Open Bug 1681825 Opened 3 years ago Updated 3 years ago

Efficient low frequency animations


(Core :: DOM: Animation, enhancement)






(Reporter: jaffathecake, Unassigned)


(Keywords: perf)

User Agent: Mozilla/5.0 (Macintosh; Intel Mac OS X 10_15_7) AppleWebKit/537.36 (KHTML, like Gecko) Chrome/87.0.4280.88 Safari/537.36

Steps to reproduce:

I did some research on how efficient browsers are at animations where not-a-lot happens.

I played with the above while monitoring the task manager.

The "High frequency animation" shows how much CPU is used on a 60hz (or whatever display frequency) animation.

"setTimeout" shows how much CPU is used for a setTimeout-driven animation that updates every 5 seconds. This uses almost no CPU.

The rest are CSS/web animations that update infrequently.

It seems like Firefox uses way too much CPU on these types of animation. Chrome has similar issues ( Safari does really well.

Low frequency animations are useful for things like blinking cursors. Developers shouldn't have to fallback to setTimeout for efficiency here.

Also, if browsers were efficient here, empty animations with the web animation API could be used as an alternative to setTimeout/Interval, with the benefit of pausing while the tab is hidden, and having a more consistent timing model.

This could use a profile if someone has time.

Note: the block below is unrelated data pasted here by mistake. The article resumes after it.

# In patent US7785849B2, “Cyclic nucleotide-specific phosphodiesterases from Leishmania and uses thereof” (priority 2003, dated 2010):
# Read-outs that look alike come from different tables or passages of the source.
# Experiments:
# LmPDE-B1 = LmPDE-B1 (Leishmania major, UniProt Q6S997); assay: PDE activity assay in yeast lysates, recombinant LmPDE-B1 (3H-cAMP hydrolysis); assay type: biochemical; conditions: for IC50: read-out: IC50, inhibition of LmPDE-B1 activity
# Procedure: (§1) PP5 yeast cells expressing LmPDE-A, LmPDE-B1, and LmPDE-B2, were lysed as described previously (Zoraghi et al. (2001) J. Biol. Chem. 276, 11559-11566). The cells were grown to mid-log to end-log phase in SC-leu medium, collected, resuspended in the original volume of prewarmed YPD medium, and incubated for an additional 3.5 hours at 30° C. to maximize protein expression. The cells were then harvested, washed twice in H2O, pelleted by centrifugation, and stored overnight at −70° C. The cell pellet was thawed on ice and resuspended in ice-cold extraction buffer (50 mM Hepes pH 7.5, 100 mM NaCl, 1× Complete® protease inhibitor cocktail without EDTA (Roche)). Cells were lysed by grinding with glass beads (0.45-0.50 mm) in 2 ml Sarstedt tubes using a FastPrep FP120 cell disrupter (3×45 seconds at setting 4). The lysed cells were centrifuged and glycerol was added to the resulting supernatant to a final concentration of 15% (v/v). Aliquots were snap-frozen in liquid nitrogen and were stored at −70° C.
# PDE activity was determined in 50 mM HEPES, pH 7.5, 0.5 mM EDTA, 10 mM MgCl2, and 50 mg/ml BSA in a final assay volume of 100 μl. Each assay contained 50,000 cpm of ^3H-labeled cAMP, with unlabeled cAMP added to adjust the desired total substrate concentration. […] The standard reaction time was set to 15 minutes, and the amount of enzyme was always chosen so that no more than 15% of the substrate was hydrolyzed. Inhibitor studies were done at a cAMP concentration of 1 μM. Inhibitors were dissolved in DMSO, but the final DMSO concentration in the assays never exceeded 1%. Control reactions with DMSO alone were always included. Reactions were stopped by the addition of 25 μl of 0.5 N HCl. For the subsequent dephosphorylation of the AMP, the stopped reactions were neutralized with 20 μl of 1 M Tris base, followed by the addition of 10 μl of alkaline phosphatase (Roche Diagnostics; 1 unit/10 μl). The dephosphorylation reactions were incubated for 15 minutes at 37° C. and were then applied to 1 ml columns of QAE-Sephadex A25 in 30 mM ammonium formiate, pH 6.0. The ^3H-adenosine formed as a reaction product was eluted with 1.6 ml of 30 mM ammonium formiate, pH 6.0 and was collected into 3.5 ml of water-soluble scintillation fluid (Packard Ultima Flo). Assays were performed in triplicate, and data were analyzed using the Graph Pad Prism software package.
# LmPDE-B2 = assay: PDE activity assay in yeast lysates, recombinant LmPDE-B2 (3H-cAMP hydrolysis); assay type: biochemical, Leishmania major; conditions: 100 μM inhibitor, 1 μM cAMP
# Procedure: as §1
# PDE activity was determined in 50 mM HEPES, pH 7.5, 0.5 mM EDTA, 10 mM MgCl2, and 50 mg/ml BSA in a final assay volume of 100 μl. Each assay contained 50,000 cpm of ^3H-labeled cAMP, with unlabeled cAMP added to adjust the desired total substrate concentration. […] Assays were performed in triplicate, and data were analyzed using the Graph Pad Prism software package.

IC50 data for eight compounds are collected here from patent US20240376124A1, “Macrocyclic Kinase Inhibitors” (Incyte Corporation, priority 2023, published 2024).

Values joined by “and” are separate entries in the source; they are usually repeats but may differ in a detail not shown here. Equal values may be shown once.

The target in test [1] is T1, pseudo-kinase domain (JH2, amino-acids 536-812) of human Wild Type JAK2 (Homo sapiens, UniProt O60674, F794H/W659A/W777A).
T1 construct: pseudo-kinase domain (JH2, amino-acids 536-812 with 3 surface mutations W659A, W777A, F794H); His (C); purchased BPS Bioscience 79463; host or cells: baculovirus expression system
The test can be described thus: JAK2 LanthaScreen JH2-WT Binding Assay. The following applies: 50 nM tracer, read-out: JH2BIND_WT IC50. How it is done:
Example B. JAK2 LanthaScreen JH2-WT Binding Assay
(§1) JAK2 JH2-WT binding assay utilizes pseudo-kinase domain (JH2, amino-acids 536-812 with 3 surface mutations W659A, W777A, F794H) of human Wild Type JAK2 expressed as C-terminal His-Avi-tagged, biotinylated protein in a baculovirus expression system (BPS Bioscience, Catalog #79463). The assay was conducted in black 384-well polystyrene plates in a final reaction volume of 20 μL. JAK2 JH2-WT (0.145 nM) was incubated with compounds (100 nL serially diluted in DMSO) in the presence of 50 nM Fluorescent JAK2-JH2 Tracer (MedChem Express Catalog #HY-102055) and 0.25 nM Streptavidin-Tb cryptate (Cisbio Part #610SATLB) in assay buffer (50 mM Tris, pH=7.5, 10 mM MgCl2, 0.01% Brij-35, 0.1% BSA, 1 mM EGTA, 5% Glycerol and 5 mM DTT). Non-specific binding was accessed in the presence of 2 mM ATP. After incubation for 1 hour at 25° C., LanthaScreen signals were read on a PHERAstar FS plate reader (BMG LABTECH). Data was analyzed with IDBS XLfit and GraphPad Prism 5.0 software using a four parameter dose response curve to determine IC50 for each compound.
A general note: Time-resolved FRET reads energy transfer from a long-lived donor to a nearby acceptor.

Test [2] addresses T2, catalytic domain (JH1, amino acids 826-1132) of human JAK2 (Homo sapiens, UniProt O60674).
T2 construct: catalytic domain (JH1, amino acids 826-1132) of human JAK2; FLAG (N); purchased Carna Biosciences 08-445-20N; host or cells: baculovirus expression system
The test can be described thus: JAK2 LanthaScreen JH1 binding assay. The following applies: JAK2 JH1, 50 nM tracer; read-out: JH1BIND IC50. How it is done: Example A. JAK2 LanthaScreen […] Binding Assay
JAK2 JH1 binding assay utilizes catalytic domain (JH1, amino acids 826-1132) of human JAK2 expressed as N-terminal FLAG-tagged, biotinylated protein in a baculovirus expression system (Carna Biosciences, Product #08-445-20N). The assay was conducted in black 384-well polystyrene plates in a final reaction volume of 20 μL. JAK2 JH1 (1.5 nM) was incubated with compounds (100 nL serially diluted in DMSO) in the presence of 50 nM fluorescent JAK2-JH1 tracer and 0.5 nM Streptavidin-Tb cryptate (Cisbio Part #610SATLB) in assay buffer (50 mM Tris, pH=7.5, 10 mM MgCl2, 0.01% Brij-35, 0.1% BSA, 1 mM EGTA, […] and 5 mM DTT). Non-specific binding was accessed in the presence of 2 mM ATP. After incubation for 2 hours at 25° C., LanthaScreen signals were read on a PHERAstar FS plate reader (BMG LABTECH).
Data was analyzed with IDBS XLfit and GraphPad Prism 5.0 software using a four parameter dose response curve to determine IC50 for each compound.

I know we used to compare the progress values generated during sampling to ensure we didn't trigger unnecessary style updates when using step functions.

I had a quick look at the test case, just comparing the color animations (since they run on the main thread and are easier to compare). The "Animation steps" one is clearly doing style updates when it doesn't need to so perhaps we regressed that optimization.

I'm not sure about the "Animation keyframe steps" one.

The keyframes are:

      @keyframes to-red-step {
        from { animation-timing-function: steps(2); }
        to { background: red; }

but we seem not to apply the timing function to the implicit from value. I think that might actually be correct per spec since you can have multiple from keyframes so which one should you take the animation-timing-function from?

So, if my recollection of the spec is correct, that particular test might be bogus.

The other ones, "discrete values" and "mostly same values" are a bit more tricky. We might not be able to optimize out doing style updates easily for those. Beyond that I'm not sure if we would expect a noticeable difference in CPU usage for those, particularly when using WebRender.

Keywords: perf
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